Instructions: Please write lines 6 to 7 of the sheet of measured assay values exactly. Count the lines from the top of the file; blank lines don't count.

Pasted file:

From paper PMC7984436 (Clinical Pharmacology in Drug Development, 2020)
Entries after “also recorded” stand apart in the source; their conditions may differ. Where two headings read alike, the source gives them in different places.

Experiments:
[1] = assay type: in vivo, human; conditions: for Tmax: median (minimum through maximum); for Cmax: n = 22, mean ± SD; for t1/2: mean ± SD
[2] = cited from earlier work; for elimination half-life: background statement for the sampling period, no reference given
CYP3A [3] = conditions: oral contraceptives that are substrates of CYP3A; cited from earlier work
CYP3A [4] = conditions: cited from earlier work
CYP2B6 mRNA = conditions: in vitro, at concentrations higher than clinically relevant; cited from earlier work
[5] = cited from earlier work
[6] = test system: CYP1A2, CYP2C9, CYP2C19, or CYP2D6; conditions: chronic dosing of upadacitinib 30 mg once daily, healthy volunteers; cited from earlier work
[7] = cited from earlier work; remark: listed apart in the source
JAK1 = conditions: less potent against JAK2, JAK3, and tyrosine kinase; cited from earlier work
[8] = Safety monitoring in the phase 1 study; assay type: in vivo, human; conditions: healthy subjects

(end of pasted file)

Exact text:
CYP3A [3] = conditions: oral contraceptives that are substrates of CYP3A; cited from earlier work
CYP3A [4] = conditions: cited from earlier work